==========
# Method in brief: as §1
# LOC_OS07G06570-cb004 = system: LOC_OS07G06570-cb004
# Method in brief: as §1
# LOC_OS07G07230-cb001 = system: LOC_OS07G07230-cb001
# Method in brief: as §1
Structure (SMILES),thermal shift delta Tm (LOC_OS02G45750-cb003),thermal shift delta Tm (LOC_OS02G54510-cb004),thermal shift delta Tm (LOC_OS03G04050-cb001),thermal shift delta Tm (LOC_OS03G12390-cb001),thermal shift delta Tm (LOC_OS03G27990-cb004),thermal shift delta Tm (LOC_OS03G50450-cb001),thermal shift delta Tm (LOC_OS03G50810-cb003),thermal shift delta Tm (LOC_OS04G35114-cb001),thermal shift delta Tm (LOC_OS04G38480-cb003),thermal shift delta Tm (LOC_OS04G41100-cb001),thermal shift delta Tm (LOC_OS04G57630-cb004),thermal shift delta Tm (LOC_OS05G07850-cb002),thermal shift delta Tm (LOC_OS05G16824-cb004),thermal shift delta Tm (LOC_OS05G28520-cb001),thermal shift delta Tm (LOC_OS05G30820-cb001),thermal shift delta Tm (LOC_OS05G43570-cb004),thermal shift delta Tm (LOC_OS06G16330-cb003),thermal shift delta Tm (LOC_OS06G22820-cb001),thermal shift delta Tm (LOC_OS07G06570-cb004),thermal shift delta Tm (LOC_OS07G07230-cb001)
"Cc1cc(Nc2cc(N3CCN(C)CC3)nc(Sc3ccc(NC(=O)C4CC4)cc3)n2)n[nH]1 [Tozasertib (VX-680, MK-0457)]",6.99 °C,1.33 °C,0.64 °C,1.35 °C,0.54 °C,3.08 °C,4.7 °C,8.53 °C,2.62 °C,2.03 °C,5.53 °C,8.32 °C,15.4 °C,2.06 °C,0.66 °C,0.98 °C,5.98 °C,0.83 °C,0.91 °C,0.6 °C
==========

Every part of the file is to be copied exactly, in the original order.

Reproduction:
# Method in brief: as §1
# LOC_OS07G06570-cb004 = system: LOC_OS07G06570-cb004
# Method in brief: as §1
# LOC_OS07G07230-cb001 = system: LOC_OS07G07230-cb001
# Method in brief: as §1
Structure (SMILES),thermal shift delta Tm (LOC_OS02G45750-cb003),thermal shift delta Tm (LOC_OS02G54510-cb004),thermal shift delta Tm (LOC_OS03G04050-cb001),thermal shift delta Tm (LOC_OS03G12390-cb001),thermal shift delta Tm (LOC_OS03G27990-cb004),thermal shift delta Tm (LOC_OS03G50450-cb001),thermal shift delta Tm (LOC_OS03G50810-cb003),thermal shift delta Tm (LOC_OS04G35114-cb001),thermal shift delta Tm (LOC_OS04G38480-cb003),thermal shift delta Tm (LOC_OS04G41100-cb001),thermal shift delta Tm (LOC_OS04G57630-cb004),thermal shift delta Tm (LOC_OS05G07850-cb002),thermal shift delta Tm (LOC_OS05G16824-cb004),thermal shift delta Tm (LOC_OS05G28520-cb001),thermal shift delta Tm (LOC_OS05G30820-cb001),thermal shift delta Tm (LOC_OS05G43570-cb004),thermal shift delta Tm (LOC_OS06G16330-cb003),thermal shift delta Tm (LOC_OS06G22820-cb001),thermal shift delta Tm (LOC_OS07G06570-cb004),thermal shift delta Tm (LOC_OS07G07230-cb001)
"Cc1cc(Nc2cc(N3CCN(C)CC3)nc(Sc3ccc(NC(=O)C4CC4)cc3)n2)n[nH]1 [Tozasertib (VX-680, MK-0457)]",6.99 °C,1.33 °C,0.64 °C,1.35 °C,0.54 °C,3.08 °C,4.7 °C,8.53 °C,2.62 °C,2.03 °C,5.53 °C,8.32 °C,15.4 °C,2.06 °C,0.66 °C,0.98 °C,5.98 °C,0.83 °C,0.91 °C,0.6 °C